Twosteps global legal jobs and law career adviceFor the vast majority of you this will just be a source of amusement but there are a couple of serious issues at stake.  What is the point of applying for a legal job only to be knocked back at the first hurdle because you think your email address is creative and funny or your email is written like a 17 year old serial text pest. Legal employers are not looking to interview you for your sense of humour, unless of you course you are going to be the next Seinfeld.

  • A professional e-mail address

I am constantly amazed, horrified and amused by e-mail addresses of jobseekers.  To your friends you may be known as ‘sexkitten’, the ‘lovemachine’, ‘thunderpants’, ‘thebeast’ or some other pseudonym but to a law firm, accountancy practice or corporation you may just manage to raise a smile on the face of the HR manager on a bad day or just irritate them.  Either way you are not going to get an interview with a serious job on offer.  It is really not that hard to select a professional email address from the millions on offer and keep that for all of your correspondence with potential employers.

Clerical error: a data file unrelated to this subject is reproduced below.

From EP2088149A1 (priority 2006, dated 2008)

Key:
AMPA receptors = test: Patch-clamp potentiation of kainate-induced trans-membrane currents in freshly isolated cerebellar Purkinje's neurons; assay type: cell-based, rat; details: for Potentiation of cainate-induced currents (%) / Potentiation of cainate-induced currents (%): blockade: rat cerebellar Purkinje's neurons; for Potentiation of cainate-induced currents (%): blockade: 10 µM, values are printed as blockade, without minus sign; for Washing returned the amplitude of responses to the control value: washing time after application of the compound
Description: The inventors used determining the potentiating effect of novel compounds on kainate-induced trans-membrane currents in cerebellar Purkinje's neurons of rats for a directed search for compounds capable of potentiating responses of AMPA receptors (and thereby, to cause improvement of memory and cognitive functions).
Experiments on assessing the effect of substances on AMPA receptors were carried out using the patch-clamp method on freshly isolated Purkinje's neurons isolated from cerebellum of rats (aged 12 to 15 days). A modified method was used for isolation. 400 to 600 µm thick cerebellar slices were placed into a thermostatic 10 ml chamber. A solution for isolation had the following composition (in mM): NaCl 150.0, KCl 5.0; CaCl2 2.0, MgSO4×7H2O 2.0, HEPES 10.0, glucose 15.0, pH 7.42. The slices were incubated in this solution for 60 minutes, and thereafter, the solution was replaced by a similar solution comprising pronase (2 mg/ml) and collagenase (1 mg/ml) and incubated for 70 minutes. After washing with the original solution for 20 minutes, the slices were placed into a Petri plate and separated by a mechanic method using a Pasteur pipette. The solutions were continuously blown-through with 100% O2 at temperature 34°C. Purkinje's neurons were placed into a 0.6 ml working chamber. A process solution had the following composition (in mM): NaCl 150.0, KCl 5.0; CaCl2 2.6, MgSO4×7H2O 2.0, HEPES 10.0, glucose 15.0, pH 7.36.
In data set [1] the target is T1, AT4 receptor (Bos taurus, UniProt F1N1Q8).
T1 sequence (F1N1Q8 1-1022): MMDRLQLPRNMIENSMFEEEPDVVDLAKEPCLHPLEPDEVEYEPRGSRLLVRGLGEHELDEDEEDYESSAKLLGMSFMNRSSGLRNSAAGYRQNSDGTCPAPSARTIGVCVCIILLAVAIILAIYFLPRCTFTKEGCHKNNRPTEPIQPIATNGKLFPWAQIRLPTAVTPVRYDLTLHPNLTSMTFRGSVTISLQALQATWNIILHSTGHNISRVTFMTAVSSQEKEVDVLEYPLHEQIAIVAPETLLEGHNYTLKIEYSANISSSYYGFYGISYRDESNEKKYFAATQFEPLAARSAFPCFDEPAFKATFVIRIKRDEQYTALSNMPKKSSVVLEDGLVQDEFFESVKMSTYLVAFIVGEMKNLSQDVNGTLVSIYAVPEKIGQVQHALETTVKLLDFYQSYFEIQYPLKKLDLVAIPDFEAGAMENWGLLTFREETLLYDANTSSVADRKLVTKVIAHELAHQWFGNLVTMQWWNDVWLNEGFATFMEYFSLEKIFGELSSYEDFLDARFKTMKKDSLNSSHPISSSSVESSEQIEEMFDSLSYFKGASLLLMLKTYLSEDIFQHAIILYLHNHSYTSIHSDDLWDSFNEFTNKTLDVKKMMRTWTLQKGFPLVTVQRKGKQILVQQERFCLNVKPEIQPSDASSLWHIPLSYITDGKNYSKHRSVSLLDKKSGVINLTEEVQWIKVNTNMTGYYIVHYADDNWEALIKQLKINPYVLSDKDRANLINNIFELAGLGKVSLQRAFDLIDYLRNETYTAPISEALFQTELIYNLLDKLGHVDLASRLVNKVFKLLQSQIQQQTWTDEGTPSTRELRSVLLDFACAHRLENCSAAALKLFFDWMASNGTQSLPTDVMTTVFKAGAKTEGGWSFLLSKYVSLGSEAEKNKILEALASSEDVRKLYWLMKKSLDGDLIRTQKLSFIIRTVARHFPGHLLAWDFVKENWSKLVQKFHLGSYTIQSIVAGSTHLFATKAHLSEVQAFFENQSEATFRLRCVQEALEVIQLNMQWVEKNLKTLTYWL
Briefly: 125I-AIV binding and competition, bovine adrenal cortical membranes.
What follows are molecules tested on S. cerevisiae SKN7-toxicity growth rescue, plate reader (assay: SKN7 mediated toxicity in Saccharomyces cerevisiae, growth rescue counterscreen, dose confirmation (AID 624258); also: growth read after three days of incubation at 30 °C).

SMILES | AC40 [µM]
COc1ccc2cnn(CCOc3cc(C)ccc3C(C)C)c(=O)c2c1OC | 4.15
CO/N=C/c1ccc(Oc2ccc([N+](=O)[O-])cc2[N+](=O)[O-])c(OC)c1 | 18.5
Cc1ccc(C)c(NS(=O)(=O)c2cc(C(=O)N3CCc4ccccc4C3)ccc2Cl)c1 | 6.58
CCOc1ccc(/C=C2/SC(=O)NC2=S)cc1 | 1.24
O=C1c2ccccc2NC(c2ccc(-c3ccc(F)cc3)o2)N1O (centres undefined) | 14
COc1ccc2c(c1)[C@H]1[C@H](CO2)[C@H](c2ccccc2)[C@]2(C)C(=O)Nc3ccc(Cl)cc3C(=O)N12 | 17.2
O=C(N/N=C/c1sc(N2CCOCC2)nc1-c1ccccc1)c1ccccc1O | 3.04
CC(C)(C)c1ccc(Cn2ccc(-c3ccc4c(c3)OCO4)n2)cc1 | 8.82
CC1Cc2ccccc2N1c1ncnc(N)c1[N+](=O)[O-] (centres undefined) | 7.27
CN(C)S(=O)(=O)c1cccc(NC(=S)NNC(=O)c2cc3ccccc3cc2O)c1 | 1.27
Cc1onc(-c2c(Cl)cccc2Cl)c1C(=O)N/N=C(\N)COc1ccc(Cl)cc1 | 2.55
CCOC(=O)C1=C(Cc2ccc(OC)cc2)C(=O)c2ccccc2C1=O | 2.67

• E-mail style and content

Write your email as you would a covering letter or how you would write to a customer or client.  Email is of course slightly more informal but it is still a reflection on you and your attitude to behaving professionally.  Spelling mistakes are seen as laziness and unless you are applying for a job as an intern at a social media company or the latest advertising agency, write properly with proper words and sentences. This is crucial for professional services, for example legal jobs, where a spelling mistake or grammatical error can mean immediate rejection.

  • Reply to emails quickly

There is nothing more irritating that sending a detailed email and receiving no reply or acknowledgement.  Do not just assume that the sender knows you have received it, it only takes a second to acknowledge it and again sets the tone for all communication with your potential employer.  It is a pet hate of HR managers.  I have always had a rule as company policy that all e-mails must be acknowledged the same business day or within 24 hours at the very latest.  Lastly when replying to or forwarding e-mails remember to delete all information which is not relevant.

Further Reading:


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